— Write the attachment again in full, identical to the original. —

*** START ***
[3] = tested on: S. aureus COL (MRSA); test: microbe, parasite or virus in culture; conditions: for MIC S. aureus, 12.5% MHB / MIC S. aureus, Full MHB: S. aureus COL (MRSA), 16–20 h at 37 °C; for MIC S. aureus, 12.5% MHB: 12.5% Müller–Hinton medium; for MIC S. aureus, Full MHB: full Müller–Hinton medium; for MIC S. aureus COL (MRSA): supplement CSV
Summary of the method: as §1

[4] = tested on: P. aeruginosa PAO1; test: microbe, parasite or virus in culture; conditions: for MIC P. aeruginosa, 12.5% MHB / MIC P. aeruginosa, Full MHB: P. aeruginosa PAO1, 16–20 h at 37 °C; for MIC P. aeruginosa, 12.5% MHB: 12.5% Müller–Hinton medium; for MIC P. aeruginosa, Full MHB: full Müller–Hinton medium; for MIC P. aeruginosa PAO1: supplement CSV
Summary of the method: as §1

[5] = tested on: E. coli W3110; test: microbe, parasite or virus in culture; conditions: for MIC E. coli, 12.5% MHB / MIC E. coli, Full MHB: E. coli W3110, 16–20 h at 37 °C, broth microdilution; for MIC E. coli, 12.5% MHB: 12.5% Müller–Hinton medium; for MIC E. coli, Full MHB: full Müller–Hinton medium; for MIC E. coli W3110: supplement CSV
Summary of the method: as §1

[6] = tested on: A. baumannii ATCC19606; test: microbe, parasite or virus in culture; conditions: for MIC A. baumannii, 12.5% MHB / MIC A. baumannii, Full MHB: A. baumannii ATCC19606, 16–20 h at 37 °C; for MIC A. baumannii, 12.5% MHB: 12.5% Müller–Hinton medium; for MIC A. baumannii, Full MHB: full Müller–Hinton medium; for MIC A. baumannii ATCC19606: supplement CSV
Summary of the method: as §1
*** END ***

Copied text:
[3] = tested on: S. aureus COL (MRSA); test: microbe, parasite or virus in culture; conditions: for MIC S. aureus, 12.5% MHB / MIC S. aureus, Full MHB: S. aureus COL (MRSA), 16–20 h at 37 °C; for MIC S. aureus, 12.5% MHB: 12.5% Müller–Hinton medium; for MIC S. aureus, Full MHB: full Müller–Hinton medium; for MIC S. aureus COL (MRSA): supplement CSV
Summary of the method: as §1

[4] = tested on: P. aeruginosa PAO1; test: microbe, parasite or virus in culture; conditions: for MIC P. aeruginosa, 12.5% MHB / MIC P. aeruginosa, Full MHB: P. aeruginosa PAO1, 16–20 h at 37 °C; for MIC P. aeruginosa, 12.5% MHB: 12.5% Müller–Hinton medium; for MIC P. aeruginosa, Full MHB: full Müller–Hinton medium; for MIC P. aeruginosa PAO1: supplement CSV
Summary of the method: as §1

[5] = tested on: E. coli W3110; test: microbe, parasite or virus in culture; conditions: for MIC E. coli, 12.5% MHB / MIC E. coli, Full MHB: E. coli W3110, 16–20 h at 37 °C, broth microdilution; for MIC E. coli, 12.5% MHB: 12.5% Müller–Hinton medium; for MIC E. coli, Full MHB: full Müller–Hinton medium; for MIC E. coli W3110: supplement CSV
Summary of the method: as §1

[6] = tested on: A. baumannii ATCC19606; test: microbe, parasite or virus in culture; conditions: for MIC A. baumannii, 12.5% MHB / MIC A. baumannii, Full MHB: A. baumannii ATCC19606, 16–20 h at 37 °C; for MIC A. baumannii, 12.5% MHB: 12.5% Müller–Hinton medium; for MIC A. baumannii, Full MHB: full Müller–Hinton medium; for MIC A. baumannii ATCC19606: supplement CSV
Summary of the method: as §1